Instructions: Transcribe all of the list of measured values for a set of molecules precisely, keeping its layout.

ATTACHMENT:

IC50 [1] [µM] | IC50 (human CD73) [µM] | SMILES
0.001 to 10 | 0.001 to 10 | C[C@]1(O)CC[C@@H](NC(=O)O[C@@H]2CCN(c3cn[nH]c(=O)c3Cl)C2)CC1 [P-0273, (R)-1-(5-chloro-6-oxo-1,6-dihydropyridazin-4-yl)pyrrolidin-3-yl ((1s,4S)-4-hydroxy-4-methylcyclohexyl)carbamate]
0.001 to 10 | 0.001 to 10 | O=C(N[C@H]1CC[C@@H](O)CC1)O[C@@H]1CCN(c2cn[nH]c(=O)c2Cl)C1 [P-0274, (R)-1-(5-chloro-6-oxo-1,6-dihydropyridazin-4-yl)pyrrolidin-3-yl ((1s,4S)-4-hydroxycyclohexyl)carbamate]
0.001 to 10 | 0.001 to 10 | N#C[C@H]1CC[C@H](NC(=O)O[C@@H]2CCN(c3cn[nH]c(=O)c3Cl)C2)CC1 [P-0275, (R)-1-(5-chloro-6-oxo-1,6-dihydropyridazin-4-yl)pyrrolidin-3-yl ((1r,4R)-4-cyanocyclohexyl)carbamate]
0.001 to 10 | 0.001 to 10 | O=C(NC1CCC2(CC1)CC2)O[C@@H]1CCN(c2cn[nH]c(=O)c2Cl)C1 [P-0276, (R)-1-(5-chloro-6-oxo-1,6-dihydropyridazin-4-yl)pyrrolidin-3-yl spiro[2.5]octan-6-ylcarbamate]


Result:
IC50 [1] [µM] | IC50 (human CD73) [µM] | SMILES
0.001 to 10 | 0.001 to 10 | C[C@]1(O)CC[C@@H](NC(=O)O[C@@H]2CCN(c3cn[nH]c(=O)c3Cl)C2)CC1 [P-0273, (R)-1-(5-chloro-6-oxo-1,6-dihydropyridazin-4-yl)pyrrolidin-3-yl ((1s,4S)-4-hydroxy-4-methylcyclohexyl)carbamate]
0.001 to 10 | 0.001 to 10 | O=C(N[C@H]1CC[C@@H](O)CC1)O[C@@H]1CCN(c2cn[nH]c(=O)c2Cl)C1 [P-0274, (R)-1-(5-chloro-6-oxo-1,6-dihydropyridazin-4-yl)pyrrolidin-3-yl ((1s,4S)-4-hydroxycyclohexyl)carbamate]
0.001 to 10 | 0.001 to 10 | N#C[C@H]1CC[C@H](NC(=O)O[C@@H]2CCN(c3cn[nH]c(=O)c3Cl)C2)CC1 [P-0275, (R)-1-(5-chloro-6-oxo-1,6-dihydropyridazin-4-yl)pyrrolidin-3-yl ((1r,4R)-4-cyanocyclohexyl)carbamate]
0.001 to 10 | 0.001 to 10 | O=C(NC1CCC2(CC1)CC2)O[C@@H]1CCN(c2cn[nH]c(=O)c2Cl)C1 [P-0276, (R)-1-(5-chloro-6-oxo-1,6-dihydropyridazin-4-yl)pyrrolidin-3-yl spiro[2.5]octan-6-ylcarbamate]